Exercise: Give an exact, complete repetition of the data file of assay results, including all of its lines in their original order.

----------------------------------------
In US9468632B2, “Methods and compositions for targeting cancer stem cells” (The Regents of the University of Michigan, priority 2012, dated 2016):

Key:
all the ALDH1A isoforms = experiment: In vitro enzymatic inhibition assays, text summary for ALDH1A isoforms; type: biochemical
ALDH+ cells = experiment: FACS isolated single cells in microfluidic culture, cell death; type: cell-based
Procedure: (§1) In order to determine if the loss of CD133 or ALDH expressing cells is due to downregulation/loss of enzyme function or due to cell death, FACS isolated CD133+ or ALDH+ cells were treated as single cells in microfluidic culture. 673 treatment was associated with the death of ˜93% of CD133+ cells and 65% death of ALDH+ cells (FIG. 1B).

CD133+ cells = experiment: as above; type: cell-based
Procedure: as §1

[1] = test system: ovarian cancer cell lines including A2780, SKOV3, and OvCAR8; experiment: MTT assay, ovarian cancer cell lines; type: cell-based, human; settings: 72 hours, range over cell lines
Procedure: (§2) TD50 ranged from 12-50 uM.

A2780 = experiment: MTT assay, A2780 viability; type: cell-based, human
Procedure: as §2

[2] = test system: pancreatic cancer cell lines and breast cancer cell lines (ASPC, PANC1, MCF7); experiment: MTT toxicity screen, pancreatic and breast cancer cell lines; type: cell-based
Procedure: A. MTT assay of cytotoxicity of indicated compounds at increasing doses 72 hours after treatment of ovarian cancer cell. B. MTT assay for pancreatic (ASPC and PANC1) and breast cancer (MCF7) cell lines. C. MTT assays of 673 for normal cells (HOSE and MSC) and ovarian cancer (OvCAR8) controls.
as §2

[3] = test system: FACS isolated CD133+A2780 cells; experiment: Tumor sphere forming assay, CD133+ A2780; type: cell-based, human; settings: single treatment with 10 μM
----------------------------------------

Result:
In US9468632B2, “Methods and compositions for targeting cancer stem cells” (The Regents of the University of Michigan, priority 2012, dated 2016):

Key:
all the ALDH1A isoforms = experiment: In vitro enzymatic inhibition assays, text summary for ALDH1A isoforms; type: biochemical
ALDH+ cells = experiment: FACS isolated single cells in microfluidic culture, cell death; type: cell-based
Procedure: (§1) In order to determine if the loss of CD133 or ALDH expressing cells is due to downregulation/loss of enzyme function or due to cell death, FACS isolated CD133+ or ALDH+ cells were treated as single cells in microfluidic culture. 673 treatment was associated with the death of ˜93% of CD133+ cells and 65% death of ALDH+ cells (FIG. 1B).

CD133+ cells = experiment: as above; type: cell-based
Procedure: as §1

[1] = test system: ovarian cancer cell lines including A2780, SKOV3, and OvCAR8; experiment: MTT assay, ovarian cancer cell lines; type: cell-based, human; settings: 72 hours, range over cell lines
Procedure: (§2) TD50 ranged from 12-50 uM.

A2780 = experiment: MTT assay, A2780 viability; type: cell-based, human
Procedure: as §2

[2] = test system: pancreatic cancer cell lines and breast cancer cell lines (ASPC, PANC1, MCF7); experiment: MTT toxicity screen, pancreatic and breast cancer cell lines; type: cell-based
Procedure: A. MTT assay of cytotoxicity of indicated compounds at increasing doses 72 hours after treatment of ovarian cancer cell. B. MTT assay for pancreatic (ASPC and PANC1) and breast cancer (MCF7) cell lines. C. MTT assays of 673 for normal cells (HOSE and MSC) and ovarian cancer (OvCAR8) controls.
as §2

[3] = test system: FACS isolated CD133+A2780 cells; experiment: Tumor sphere forming assay, CD133+ A2780; type: cell-based, human; settings: single treatment with 10 μM